Originally from Champaign, Illinois, Desiree Myers, 39, moved to Richmond in June 1990 and currently lives in Southside. She has two sons, Dana, 15, and Devin, 18. Dedication to public and human service runs in the family. Desiree first became interested in emergency medical services as a child attending class with her mother, who was a Registered Nurse. Desiree’s son Devin plans to attend J. Sargent Reynolds to study respiratory therapy while Dana hopes to study forensic science. She’s been driving an ambulance since January and been an EMT since August 2007.
“I always wanted to do something in the medical field where I could help someone out. I know that working EMS is all different calls. Every call that you go on is going to be different. Even though it might be a chest pain call and you went on a chest pain call earlier that day, the patient isn’t the same. They have different backgrounds, everything is different. It keeps you on your toes because you just can’t assume anything even if it’s a call similar to one you had hours earlier.”
“My mother was a Registered Nurse. Before she was [finished], I used to go to her nursing night classes. The teacher allowed parents to bring their kids. I would sit in on the lectures and the professor would allow me to go in the back and play with the [instructional] dolls. I was always in the back messing with the equipment while they were doing lectures. Curiosity as a child – I just had it.”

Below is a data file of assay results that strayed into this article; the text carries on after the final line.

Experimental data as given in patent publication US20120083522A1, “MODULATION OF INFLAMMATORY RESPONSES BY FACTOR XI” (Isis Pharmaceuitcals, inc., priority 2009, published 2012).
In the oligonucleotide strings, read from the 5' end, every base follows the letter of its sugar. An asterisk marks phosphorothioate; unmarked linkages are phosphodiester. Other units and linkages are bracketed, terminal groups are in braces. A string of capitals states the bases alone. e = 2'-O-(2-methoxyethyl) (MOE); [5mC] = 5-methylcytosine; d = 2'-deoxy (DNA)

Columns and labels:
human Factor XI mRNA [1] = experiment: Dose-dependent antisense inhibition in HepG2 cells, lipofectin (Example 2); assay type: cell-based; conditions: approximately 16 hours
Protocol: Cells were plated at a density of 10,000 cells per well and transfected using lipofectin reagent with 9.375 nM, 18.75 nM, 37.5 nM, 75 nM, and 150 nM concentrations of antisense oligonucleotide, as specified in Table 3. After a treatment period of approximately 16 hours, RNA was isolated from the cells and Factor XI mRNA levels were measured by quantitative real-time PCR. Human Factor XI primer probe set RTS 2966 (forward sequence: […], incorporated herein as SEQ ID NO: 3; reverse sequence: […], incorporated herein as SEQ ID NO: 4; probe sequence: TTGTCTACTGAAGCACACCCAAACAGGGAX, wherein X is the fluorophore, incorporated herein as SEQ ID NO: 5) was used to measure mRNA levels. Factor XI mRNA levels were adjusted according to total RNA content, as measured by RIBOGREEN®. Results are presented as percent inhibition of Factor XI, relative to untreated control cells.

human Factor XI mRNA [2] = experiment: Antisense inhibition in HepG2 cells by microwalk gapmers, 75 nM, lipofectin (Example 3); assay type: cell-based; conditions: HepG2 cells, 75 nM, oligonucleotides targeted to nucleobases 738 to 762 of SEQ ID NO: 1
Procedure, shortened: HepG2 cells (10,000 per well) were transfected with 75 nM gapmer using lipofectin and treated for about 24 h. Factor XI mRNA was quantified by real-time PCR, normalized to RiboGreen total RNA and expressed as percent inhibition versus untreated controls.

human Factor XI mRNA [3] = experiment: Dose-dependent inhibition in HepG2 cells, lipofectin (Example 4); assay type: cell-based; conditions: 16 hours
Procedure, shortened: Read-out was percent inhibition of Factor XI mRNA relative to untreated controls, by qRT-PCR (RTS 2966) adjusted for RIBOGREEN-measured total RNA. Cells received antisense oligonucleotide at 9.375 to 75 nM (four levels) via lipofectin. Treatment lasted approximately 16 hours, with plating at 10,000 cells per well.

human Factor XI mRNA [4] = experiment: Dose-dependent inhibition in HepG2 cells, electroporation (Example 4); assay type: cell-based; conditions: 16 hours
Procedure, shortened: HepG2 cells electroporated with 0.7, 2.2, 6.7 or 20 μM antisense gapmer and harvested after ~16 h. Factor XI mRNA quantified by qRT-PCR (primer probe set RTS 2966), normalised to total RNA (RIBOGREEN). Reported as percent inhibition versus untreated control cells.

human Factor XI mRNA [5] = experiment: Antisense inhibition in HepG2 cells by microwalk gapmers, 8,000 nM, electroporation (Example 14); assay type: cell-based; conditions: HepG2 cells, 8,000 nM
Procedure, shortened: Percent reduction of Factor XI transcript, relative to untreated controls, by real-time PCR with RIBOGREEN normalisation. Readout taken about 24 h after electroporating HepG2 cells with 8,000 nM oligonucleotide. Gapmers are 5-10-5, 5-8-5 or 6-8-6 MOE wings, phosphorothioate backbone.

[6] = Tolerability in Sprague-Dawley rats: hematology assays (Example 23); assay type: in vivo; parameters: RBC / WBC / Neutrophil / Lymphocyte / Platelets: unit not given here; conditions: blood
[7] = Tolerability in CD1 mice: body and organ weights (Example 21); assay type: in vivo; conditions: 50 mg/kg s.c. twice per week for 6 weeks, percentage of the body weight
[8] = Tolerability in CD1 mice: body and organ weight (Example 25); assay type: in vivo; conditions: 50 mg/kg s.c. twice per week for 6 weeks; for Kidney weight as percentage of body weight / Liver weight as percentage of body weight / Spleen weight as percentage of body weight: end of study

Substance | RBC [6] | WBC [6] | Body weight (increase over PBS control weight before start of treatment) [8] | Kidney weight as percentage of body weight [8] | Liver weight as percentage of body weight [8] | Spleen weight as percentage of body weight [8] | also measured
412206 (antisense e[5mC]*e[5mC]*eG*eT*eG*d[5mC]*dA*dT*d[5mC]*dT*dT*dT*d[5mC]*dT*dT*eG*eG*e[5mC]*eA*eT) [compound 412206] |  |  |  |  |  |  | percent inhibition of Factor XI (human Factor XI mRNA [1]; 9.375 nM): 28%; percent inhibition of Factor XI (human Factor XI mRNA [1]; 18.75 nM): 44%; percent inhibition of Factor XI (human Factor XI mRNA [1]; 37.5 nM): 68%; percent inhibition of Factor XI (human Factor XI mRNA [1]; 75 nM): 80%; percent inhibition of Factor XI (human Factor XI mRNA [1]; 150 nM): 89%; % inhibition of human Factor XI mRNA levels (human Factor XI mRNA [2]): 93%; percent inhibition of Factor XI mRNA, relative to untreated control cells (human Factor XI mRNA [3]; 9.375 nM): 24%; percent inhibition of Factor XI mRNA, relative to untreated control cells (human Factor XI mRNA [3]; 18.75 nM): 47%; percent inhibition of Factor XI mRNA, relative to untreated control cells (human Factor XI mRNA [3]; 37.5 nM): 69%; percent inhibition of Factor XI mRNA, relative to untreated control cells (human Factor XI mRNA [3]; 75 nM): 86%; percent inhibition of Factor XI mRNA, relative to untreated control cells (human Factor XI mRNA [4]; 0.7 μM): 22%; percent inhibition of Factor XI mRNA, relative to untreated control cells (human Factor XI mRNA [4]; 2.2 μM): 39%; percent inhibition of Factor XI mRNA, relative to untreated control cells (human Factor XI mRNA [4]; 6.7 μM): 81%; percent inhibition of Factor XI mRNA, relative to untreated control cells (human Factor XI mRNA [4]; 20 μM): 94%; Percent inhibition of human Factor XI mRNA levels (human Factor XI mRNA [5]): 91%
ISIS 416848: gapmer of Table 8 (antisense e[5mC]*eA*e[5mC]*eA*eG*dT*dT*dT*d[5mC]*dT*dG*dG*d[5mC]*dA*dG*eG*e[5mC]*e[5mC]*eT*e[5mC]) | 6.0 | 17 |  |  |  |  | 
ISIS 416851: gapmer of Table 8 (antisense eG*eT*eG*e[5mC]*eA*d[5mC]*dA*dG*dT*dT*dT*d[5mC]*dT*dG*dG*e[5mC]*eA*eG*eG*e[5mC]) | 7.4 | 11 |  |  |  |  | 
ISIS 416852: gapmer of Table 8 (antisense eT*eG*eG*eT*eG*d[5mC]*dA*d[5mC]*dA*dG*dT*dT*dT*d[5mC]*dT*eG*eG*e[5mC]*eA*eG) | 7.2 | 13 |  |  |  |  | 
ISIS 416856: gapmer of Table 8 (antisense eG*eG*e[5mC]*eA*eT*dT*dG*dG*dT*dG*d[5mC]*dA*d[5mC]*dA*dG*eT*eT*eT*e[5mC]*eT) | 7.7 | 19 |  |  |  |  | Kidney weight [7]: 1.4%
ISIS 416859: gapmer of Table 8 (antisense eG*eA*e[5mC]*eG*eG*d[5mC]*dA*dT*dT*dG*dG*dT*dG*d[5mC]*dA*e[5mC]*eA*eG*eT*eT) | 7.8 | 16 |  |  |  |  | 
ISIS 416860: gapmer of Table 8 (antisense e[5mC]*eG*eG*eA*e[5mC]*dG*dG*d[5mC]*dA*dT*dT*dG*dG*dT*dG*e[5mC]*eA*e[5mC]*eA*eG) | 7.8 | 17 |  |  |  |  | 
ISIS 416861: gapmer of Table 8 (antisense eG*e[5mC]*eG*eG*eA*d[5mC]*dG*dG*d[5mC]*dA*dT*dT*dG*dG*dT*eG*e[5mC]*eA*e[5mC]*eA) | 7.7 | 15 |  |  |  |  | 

“The hardest part of the job is when you’re doing everything that you can do for a patient, and they still die. Even though you’ve done everything you could possibly do. That’s part of the job and it’s part of life, but it still affects you. When you get on the scene, you find out what you have, you talk to the family, and you do all you can do. You get them to the hospital and you try to reassure the family. If that person passes, it touches you a little bit. You have to be prepared at every call because you still have to perform your job at all times.”
“This job has its ups and downs, but it’s gratifying. It’s gratifying to have some calls when sometimes the person might just need someone to talk to. You never know what you can say to somebody that can encourage them or can become a life-altering seed in their life. The birth of a baby, that’s gratification. Patients sometimes recognize you and say, ‘You came to my house and took me to the hospital,’ or they might say, ‘You came and I didn’t go to the hospital but we had conversation that changed my life.’”
“I will celebrate this 4th of July by working because that’s my regular scheduled work day. I’m going to be working 7 a.m. to 7 o’clock that night. After I get off work, they’re having a cookout at my job and it’ll still be going on. So my family will meet me at the cookout so we’re going to sit there in the parking lot and then sit back and watch the fireworks at the Diamond. Then I’m going to be ready to go home, take a shower, and go to bed.”